A comprehensive focus on workplace safety can have an immense effect on a company. In the construction industry, a lack of a sound strategy and risk management plan could leave workers exposed and lead to higher insurance claims and costs.
While this specific job has its fair share of hazards, one of the most serious is that of reversing vehicles. Both employees on the ground and those operating the machinery may be at risk, and the number of people, size of equipment and other factors all increase the danger on a daily basis. Therefore, it is important that this topic is addressed when discussing safety.
NIOSH offers new document to provide assistance
In order to help with this important goal, the National Institute of Occupational Safety and Health recently released a new document outlining the common threats and risk management methods. These resources can be perfect complements to a construction firm's existing safety procedures.
For starters, NIOSH stressed the importance of creating standard operating procedures for the workplace. These will take into account employee safety, and offer solutions to minimize the number of workers near vehicles and equipment at all times during the day. There are also other steps employers can take to ensure safety, such as better designed work sites, improved supervision and safer work practices, among others.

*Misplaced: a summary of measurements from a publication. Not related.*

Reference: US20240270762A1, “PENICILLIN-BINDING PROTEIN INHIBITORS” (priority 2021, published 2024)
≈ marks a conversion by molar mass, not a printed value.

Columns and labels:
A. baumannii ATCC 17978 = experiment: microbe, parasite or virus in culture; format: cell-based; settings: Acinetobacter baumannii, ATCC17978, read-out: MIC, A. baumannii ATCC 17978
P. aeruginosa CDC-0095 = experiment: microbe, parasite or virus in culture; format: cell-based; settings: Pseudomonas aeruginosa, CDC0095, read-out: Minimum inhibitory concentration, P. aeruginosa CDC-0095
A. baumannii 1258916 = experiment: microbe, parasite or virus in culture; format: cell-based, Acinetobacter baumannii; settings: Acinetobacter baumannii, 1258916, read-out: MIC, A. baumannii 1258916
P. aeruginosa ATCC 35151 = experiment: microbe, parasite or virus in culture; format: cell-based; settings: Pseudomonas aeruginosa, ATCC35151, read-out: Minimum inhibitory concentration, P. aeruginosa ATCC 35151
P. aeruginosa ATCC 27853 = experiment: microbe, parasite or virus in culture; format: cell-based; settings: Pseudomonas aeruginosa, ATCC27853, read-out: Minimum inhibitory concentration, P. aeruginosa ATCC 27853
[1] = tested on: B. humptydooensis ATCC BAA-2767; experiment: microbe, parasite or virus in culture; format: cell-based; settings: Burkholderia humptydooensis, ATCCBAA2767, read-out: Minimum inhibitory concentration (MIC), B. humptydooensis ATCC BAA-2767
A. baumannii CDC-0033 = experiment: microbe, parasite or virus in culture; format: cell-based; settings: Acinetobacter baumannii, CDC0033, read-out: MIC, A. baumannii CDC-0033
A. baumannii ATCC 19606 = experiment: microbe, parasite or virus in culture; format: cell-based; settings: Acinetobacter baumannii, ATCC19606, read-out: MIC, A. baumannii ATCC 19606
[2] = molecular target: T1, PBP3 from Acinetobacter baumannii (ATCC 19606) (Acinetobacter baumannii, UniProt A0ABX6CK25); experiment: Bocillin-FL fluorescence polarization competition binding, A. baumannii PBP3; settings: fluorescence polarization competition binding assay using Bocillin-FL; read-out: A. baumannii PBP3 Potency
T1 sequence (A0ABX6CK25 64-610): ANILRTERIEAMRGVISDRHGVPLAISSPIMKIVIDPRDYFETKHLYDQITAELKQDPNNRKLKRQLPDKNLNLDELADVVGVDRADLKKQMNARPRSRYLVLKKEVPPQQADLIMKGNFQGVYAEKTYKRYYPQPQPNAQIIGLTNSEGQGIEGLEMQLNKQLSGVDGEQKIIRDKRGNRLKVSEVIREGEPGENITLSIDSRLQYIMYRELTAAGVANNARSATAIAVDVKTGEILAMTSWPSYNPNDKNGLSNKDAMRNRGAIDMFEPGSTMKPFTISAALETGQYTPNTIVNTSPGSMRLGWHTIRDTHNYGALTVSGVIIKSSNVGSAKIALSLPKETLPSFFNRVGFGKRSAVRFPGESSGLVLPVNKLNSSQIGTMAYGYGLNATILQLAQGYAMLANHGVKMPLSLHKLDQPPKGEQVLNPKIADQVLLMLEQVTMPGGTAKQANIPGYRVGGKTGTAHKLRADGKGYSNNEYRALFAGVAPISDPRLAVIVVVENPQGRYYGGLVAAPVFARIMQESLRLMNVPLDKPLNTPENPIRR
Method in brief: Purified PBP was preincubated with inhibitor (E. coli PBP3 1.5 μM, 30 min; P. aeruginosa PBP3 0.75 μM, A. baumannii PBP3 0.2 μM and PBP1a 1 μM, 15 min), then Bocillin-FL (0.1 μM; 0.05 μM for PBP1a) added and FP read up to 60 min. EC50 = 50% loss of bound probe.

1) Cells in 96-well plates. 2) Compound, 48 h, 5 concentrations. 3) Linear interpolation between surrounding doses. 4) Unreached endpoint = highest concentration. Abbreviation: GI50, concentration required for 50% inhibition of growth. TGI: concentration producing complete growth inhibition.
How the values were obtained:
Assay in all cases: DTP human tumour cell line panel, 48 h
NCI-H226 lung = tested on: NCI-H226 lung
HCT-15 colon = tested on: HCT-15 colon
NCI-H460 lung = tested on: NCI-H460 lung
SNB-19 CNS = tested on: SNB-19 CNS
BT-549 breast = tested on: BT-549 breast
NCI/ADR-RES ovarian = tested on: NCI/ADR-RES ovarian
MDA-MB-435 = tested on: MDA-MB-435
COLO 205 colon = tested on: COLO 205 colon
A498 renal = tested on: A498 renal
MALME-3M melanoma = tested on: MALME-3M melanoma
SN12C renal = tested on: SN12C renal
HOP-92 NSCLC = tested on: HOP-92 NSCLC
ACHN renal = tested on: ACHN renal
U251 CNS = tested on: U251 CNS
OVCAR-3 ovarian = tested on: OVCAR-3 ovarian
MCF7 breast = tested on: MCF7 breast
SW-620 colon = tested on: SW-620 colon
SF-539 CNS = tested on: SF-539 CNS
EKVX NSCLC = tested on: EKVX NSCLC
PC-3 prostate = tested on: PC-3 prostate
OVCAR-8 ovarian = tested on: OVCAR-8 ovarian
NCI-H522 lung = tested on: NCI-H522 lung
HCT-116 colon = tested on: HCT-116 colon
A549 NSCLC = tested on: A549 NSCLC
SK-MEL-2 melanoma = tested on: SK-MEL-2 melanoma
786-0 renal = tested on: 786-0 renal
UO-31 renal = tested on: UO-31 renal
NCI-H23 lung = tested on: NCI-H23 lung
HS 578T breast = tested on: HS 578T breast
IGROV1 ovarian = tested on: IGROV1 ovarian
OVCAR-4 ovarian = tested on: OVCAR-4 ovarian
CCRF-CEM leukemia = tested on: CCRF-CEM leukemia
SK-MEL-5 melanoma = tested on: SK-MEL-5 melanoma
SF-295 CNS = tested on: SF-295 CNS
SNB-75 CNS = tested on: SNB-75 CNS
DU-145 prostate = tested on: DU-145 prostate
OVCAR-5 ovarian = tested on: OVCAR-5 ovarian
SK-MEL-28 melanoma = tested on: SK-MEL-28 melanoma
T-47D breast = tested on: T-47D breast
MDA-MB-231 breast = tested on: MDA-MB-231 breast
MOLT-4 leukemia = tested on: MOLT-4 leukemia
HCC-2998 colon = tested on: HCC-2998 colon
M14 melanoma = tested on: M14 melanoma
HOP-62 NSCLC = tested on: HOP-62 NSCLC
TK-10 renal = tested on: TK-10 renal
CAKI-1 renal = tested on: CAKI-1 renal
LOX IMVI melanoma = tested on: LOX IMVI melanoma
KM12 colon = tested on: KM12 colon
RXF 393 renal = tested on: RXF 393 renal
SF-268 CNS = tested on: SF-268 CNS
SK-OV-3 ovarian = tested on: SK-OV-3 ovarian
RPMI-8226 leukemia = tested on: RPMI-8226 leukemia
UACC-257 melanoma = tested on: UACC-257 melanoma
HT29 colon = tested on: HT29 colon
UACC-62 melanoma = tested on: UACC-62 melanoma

In addition, some responsibility falls on the vehicle operators. For example, a routine inspection should be performed each day to check for working alarms, mirrors, windows and more. All issues must be reported immediately so they can be fixed. Plus, communication with those on the ground has to be constant.
Improve employee training, awareness
When it comes to protecting the health and safety of construction workers, few elements are as vital as training and awareness. Staff members must be aware of the hazards they face on a daily basis, and they must know how to identify them before they turn into a dangerous situation.
According to the U.S. Occupational Safety and Health Administration, safety when working around backing construction vehicles depends on spotters. These are employees on the ground in direct communication with the operators, providing real-time feedback about conditions and other workers' locations. To improve safety, spotters and operators must have agreed on hand signals. They must not have any other jobs during this time, and they should also be wearing the proper clothing. No matter what, the vehicle should stop if sight of the spotter is lost.
A focus on safety, such as the new resource from NIOSH, can provide construction firms an avenue to improve risk management and prevent accidents on the job.